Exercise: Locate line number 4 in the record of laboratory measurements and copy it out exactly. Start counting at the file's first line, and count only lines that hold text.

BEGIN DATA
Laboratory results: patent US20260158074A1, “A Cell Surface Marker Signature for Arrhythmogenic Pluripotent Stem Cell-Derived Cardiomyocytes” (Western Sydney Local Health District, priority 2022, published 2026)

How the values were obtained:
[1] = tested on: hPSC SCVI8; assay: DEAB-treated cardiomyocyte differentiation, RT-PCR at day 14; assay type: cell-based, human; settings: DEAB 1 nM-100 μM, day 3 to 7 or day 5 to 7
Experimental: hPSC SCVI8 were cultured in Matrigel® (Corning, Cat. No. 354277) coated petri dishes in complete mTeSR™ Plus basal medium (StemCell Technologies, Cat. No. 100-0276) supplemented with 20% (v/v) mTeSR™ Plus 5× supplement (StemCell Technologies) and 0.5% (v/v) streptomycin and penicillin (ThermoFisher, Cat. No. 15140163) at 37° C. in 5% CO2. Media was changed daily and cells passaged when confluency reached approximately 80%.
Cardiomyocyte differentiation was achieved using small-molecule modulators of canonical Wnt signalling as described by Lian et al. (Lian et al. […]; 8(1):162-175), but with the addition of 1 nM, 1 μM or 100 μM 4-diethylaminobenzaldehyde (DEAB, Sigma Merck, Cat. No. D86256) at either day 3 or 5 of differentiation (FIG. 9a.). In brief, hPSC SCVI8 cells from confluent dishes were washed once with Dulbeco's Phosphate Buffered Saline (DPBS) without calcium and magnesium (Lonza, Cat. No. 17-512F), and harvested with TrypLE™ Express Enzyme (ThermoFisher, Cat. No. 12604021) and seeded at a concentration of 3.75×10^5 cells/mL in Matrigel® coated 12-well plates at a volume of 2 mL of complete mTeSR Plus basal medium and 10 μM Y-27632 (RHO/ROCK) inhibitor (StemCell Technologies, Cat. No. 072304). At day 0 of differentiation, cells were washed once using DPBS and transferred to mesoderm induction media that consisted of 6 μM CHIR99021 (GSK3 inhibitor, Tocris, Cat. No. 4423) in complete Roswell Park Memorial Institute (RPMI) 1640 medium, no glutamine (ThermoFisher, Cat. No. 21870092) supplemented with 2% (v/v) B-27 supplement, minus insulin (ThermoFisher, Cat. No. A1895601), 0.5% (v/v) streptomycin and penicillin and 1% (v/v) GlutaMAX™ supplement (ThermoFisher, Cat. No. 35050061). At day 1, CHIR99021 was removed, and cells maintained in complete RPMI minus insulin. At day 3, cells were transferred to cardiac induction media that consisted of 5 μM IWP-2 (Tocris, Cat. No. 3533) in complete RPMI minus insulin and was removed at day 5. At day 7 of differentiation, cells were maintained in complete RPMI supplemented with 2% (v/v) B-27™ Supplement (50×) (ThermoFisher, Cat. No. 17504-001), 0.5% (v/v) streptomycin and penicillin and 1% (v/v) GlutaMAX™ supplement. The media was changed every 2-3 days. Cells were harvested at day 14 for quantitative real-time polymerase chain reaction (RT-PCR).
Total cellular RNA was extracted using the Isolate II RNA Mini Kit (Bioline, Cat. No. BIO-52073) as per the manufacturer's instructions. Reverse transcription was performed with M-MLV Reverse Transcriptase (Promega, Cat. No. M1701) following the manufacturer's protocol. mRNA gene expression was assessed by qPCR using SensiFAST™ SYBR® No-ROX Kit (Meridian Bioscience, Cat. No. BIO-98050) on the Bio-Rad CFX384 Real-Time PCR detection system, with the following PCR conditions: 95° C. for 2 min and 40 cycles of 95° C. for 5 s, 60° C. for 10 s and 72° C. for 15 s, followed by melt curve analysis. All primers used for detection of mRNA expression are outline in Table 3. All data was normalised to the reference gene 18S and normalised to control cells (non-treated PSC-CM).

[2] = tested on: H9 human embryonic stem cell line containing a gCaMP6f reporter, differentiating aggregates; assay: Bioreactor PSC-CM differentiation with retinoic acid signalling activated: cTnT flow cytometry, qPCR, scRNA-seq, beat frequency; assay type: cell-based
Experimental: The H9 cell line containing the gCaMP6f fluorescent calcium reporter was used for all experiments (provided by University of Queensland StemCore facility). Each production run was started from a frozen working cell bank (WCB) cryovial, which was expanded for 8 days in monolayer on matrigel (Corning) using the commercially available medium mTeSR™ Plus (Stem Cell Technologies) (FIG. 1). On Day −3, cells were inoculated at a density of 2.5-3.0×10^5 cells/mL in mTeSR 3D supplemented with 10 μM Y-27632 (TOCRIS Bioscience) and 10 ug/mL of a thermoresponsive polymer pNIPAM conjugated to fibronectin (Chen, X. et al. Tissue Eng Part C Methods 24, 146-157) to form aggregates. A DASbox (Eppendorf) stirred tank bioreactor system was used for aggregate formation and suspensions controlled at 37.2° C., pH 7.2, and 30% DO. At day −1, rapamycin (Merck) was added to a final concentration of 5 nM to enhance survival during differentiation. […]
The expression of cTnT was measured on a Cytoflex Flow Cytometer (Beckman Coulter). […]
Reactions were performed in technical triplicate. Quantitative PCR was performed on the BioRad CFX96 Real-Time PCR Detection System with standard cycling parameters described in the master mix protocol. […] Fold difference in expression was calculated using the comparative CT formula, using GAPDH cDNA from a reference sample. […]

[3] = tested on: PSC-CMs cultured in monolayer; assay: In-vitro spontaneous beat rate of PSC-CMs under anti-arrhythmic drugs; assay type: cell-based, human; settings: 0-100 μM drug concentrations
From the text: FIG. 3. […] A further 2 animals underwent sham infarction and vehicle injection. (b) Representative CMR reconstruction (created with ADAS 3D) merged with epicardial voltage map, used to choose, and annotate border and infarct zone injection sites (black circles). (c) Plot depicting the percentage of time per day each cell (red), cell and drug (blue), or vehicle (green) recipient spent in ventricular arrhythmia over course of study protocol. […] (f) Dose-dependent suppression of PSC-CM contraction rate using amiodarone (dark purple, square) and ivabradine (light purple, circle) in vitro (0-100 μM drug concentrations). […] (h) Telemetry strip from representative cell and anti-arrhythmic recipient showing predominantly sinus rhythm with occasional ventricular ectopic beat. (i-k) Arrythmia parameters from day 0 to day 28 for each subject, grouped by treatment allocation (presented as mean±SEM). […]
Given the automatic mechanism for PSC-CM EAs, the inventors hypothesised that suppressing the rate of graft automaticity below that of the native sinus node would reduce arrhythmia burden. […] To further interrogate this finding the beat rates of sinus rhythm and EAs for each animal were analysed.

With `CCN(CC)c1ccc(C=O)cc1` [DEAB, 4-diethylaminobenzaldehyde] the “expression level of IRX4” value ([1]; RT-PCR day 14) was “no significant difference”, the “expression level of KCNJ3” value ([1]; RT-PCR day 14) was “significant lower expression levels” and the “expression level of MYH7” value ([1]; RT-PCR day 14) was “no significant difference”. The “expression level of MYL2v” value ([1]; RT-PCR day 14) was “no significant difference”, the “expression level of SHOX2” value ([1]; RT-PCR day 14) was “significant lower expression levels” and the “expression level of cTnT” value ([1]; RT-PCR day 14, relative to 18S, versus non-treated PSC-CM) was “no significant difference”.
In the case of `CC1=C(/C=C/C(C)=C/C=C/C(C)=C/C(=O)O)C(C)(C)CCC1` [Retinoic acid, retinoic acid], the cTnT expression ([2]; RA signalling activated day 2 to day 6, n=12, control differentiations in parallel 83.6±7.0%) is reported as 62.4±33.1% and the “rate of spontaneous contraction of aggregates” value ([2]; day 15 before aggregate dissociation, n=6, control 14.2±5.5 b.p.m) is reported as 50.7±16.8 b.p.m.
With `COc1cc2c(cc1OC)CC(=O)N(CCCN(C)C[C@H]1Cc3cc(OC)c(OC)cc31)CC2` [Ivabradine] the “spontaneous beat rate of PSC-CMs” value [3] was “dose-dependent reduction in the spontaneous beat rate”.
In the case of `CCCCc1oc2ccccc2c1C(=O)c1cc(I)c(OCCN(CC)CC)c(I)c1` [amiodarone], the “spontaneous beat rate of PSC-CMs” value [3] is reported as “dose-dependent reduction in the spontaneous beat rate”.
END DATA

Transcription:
Experimental: hPSC SCVI8 were cultured in Matrigel® (Corning, Cat. No. 354277) coated petri dishes in complete mTeSR™ Plus basal medium (StemCell Technologies, Cat. No. 100-0276) supplemented with 20% (v/v) mTeSR™ Plus 5× supplement (StemCell Technologies) and 0.5% (v/v) streptomycin and penicillin (ThermoFisher, Cat. No. 15140163) at 37° C. in 5% CO2. Media was changed daily and cells passaged when confluency reached approximately 80%.